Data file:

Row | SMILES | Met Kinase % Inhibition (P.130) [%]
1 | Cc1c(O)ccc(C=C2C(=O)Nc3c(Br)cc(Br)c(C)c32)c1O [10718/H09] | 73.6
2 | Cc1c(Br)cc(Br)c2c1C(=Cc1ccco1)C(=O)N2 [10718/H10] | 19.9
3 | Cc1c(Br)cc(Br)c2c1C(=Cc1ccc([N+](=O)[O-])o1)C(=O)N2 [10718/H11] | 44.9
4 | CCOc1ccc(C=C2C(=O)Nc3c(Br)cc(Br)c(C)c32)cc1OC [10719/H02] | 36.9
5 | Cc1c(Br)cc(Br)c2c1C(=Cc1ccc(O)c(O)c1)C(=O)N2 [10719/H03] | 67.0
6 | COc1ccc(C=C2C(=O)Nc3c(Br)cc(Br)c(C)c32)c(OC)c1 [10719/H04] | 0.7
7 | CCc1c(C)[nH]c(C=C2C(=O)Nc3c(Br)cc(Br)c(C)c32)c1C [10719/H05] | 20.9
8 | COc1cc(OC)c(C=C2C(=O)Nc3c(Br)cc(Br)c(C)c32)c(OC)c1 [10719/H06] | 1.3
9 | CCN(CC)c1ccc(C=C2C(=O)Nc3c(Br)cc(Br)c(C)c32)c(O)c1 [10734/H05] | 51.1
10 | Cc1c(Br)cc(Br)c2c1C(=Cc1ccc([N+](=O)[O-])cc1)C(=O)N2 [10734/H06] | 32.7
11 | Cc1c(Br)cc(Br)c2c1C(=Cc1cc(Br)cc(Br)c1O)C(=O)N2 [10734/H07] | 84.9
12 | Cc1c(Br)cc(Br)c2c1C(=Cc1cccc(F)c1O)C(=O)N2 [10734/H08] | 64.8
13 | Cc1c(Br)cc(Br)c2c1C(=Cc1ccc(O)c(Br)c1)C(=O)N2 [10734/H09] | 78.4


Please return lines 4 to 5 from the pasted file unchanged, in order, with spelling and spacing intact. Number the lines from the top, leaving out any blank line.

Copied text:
3 | Cc1c(Br)cc(Br)c2c1C(=Cc1ccc([N+](=O)[O-])o1)C(=O)N2 [10718/H11] | 44.9
4 | CCOc1ccc(C=C2C(=O)Nc3c(Br)cc(Br)c(C)c32)cc1OC [10719/H02] | 36.9